Tuesday, October 26, 2021

Qby. Middle School kids do Google-inspired ‘Genius Hour’

By Cathy DeDe, Chronicle Managing Editor

Queensbury Middle School sixth grade social studies teacher Clare Brady is encouraging her students to become “geniuses.”

“I was inspired by Google, which has a ‘genius hour,’” Ms. Brady says.

Google employees are encouraged to take time during their week to pursue anything, whatever passions they choose. The goal is increased creativity.

“Some of the best ideas, like Google Maps, came from Genius Hour,” Ms. Brady says she learned about the initiative.

In Ms. Brady’s classroom, “Genius Hour” translates to one session of the school’s eight-day schedule when, she explains, “my students can follow their own deal, their own passions, their own ideas.”

What have they come up with?

Students in one of Clare Brady’s four Queensbury Middle School classes that are participating in “Genius Hour.”  Chronicle photo/Cathy DeDe
Students in one of Clare Brady’s four Queensbury Middle School classes that are participating in “Genius Hour.” Chronicle photo/Cathy DeDe

In one class The Chronicle visited, one student aims to write a book about horoscopes, another wants to invent a sneaker with a built-in ankle brace to prevent injuries.

Other projects they shared: A club to encourage ‘upcycling,’ or reusing old clothing to make useful new items; a children’s book that teaches the lesson ‘everyone is a winner if you are trying your best’; an online origami tutorial to develop children’s eye-hand coordination; a mini-robot to clear out your bags after a sleepover or grocery shopping trip. One student is researching how to grow cacao trees more quickly, in order to save the rain forests.

Ms. Brady says she has more than 90 students in four classes participating.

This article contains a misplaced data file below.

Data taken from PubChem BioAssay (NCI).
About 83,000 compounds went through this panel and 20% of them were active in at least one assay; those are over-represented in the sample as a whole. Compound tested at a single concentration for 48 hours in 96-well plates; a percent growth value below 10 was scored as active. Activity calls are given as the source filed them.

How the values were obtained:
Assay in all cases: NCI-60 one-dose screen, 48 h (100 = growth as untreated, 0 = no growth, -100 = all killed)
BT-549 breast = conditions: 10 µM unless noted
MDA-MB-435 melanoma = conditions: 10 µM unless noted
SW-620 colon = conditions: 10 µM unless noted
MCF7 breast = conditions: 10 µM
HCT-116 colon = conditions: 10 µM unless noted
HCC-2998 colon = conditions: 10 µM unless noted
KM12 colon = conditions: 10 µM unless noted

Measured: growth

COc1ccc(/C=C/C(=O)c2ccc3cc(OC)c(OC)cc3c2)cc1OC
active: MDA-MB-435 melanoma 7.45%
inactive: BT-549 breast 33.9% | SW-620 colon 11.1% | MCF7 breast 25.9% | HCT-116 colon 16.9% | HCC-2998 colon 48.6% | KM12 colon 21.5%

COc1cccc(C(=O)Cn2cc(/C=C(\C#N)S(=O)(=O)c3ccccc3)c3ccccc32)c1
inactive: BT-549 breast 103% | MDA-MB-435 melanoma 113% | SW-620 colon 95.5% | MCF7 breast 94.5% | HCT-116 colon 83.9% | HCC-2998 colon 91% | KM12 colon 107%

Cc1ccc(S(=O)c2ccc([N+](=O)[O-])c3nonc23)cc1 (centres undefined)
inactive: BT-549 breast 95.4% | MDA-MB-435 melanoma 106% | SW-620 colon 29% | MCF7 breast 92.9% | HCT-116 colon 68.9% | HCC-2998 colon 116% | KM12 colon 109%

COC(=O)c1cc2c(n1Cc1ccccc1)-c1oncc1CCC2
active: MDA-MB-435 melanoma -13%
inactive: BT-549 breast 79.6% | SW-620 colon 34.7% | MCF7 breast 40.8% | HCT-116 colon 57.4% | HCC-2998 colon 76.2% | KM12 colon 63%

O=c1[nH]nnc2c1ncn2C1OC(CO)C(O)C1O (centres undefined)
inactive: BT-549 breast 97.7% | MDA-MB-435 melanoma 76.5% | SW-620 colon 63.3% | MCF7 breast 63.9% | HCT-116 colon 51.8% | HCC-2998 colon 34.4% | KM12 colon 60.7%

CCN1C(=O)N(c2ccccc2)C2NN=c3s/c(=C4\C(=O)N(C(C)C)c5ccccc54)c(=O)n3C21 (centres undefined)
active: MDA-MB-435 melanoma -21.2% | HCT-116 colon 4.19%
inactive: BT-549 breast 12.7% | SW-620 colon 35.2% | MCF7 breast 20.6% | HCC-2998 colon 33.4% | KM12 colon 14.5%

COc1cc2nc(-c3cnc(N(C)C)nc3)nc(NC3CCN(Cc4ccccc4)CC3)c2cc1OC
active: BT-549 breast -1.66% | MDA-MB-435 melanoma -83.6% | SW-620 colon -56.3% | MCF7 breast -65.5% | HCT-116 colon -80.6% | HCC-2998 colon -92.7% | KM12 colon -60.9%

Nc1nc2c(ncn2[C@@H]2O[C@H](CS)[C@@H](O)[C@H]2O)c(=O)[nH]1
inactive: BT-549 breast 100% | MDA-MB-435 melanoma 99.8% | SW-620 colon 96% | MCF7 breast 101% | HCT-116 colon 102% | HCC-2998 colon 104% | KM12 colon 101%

The pilot project has amounted to a year-long, guided independent study, something students wouldn’t typically encounter at such a young age. “I’m lucky,” says Ms. Brady. “Because of what I teach, I’m not taken up with all the standardized testing, so I have time to do this.”

“It gives me eye-to-eye, what I call heart-to-heart time, with each student.”

Many start with a problem

Ms. Brady says some students’ starting points were problems they, a friend or a family member had encountered. She says, “We talked about, is there some kind pain or problem they want to solve?”

Others followed their interests in art, writing, sports or computer games.

Early in the year, the students presented their initial ideas and their classmates, gave feedback, Ms. Brady says, “like on Shark Tank” — the TV show — “with the other students asking questions, but in a positive way.”

She taught the students what she calls “BAK Talk” — an acronym for Brady’s Amazing Kids. Rather than shy away or be stymied by criticism, she said she teaches them “to defend your work and your ideas in a positive way.”

Early on, Ms. Brady says, “They also had to connect with a human resource, someone who had experience, who could help them.” One student wanting to do something with autism spoke with a nurse and guidance counselor. Others called friends of their parents, “whoever they could find, but a real person who is an expert.

“At the beginning, we discussed ideas,” Ms. Brady said. “We read countless story books and discussed innovators.